Relaxed molecular clock dating
But a molecular clock does tell time -- on an epoch scale. Blair Hedges, is a tool used to calculate the timing of evolutionary events.
Instead of measuring seconds, minutes and hours, said Hedges, Penn State professor of biology, the molecular clock measures the number of changes, or mutations, which accumulate in the gene sequences of different species over time.
They generalized this observation to assert that the rate of evolutionary change of any specified protein was approximately constant over time and over different lineages (based on the molecular clock hypothesis (MCH)).
The genetic equidistance phenomenon was first noted in 1963 by Emanuel Margoliash, who wrote: "It appears that the number of residue differences between cytochrome c of any two species is mostly conditioned by the time elapsed since the lines of evolution leading to these two species originally diverged.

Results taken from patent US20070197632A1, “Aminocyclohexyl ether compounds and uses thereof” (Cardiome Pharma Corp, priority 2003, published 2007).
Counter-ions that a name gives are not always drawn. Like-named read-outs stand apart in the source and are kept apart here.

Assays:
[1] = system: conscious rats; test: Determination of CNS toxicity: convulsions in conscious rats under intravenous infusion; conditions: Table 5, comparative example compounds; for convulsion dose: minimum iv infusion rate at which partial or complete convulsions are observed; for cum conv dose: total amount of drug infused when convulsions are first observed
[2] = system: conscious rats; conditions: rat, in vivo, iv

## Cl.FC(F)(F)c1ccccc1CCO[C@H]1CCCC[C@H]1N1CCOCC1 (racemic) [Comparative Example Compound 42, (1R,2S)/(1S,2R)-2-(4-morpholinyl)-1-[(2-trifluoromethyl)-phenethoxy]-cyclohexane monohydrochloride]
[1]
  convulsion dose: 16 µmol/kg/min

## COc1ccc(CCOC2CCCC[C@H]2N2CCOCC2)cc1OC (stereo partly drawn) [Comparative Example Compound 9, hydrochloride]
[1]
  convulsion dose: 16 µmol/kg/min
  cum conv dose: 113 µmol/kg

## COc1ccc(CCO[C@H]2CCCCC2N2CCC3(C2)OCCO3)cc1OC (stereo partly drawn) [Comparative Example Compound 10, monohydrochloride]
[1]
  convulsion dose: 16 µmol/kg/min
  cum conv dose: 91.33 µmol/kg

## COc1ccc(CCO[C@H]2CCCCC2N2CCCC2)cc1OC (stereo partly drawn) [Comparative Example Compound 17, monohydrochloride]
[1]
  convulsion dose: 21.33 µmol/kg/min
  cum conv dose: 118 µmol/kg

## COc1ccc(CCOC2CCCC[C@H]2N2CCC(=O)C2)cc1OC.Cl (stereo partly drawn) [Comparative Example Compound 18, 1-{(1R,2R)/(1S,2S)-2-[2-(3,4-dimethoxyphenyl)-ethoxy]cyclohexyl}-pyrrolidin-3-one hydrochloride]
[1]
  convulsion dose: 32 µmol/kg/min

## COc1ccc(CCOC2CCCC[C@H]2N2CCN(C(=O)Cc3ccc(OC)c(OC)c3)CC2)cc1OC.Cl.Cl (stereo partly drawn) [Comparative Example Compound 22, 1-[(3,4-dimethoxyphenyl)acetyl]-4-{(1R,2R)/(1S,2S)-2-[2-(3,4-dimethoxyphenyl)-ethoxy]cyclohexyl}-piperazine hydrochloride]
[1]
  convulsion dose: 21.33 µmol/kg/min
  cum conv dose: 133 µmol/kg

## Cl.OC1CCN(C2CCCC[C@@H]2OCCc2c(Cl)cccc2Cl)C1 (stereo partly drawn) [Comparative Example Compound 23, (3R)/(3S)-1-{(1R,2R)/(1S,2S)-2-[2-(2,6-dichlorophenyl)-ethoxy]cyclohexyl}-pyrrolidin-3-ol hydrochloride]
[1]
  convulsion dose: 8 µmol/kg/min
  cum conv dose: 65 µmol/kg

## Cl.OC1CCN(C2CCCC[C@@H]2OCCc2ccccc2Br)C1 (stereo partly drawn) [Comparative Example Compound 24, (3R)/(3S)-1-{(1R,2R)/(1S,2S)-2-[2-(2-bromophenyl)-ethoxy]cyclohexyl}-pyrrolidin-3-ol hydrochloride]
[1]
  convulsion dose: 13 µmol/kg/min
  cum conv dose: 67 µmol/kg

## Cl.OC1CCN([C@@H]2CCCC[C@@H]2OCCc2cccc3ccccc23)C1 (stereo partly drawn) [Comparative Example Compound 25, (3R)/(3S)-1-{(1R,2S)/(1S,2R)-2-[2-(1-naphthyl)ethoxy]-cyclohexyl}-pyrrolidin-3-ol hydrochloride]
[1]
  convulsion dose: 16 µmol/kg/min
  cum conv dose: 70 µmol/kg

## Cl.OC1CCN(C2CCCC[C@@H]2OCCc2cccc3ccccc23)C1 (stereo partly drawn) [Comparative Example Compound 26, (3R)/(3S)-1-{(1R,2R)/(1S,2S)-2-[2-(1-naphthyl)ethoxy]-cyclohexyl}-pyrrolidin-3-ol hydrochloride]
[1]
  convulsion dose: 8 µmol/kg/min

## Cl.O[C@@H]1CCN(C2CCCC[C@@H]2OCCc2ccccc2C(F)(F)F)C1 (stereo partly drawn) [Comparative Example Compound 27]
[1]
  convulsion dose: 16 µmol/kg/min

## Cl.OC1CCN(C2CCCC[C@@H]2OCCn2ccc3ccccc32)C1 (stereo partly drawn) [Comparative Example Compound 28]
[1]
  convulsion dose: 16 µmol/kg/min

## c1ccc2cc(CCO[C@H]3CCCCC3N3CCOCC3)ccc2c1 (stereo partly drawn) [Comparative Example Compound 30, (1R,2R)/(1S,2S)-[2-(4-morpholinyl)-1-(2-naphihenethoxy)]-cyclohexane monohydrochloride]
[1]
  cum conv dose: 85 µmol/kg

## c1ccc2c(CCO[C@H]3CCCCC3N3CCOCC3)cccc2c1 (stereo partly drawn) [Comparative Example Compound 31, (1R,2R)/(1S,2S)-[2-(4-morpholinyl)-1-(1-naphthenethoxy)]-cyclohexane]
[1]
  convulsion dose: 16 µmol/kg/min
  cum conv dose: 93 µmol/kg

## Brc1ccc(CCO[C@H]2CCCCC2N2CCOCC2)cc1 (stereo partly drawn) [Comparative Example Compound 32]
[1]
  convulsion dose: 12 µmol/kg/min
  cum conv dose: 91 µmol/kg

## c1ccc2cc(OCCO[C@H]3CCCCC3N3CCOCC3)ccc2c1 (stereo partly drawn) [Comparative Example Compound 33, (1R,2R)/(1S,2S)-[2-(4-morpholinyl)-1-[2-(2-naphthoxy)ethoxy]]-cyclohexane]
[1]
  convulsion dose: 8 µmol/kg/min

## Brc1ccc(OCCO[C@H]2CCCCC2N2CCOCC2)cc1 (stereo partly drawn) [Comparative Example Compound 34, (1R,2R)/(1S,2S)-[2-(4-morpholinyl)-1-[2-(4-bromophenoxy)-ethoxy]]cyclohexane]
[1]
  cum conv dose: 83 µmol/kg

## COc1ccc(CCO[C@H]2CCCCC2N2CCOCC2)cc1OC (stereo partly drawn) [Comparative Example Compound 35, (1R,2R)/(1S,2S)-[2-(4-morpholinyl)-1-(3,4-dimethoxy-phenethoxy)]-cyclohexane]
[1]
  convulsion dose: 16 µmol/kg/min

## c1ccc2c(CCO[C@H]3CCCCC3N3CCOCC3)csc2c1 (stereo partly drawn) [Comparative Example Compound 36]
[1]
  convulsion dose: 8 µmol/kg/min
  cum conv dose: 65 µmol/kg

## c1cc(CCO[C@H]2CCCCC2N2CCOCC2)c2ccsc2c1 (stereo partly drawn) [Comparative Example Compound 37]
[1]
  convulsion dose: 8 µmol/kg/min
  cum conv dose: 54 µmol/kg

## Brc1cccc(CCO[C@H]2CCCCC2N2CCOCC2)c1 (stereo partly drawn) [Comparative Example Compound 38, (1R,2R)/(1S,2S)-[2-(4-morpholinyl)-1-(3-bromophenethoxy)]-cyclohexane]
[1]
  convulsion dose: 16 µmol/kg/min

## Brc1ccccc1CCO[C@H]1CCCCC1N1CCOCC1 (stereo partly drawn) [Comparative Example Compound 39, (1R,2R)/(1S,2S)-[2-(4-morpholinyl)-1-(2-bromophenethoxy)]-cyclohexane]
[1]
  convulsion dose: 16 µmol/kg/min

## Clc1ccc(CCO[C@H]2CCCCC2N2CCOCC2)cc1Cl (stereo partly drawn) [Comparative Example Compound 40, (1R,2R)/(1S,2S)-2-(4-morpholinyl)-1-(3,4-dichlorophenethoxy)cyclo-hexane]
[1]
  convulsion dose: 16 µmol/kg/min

In particular, models that take into account rate variation across lineages have been proposed in order to obtain better estimates of divergence times.
These models are called relaxed molecular clocks and are made possible through MCMC techniques that explore a weighted range of tree topologies and simultaneously estimate parameters of the chosen substitution model.
Sometimes only a single divergence date can be estimated from fossils, with all other dates inferred from that.
Other sets of species have abundant fossils available, allowing the MCH of constant divergence rates to be tested.
developed the neutral theory of molecular evolution, which predicted a molecular clock. mutations with no effect on fitness) in a new individual be .
The molecular clock technique is an important tool in molecular systematics, the use of molecular genetics information to determine the correct scientific classification of organisms or to study variation in selective forces.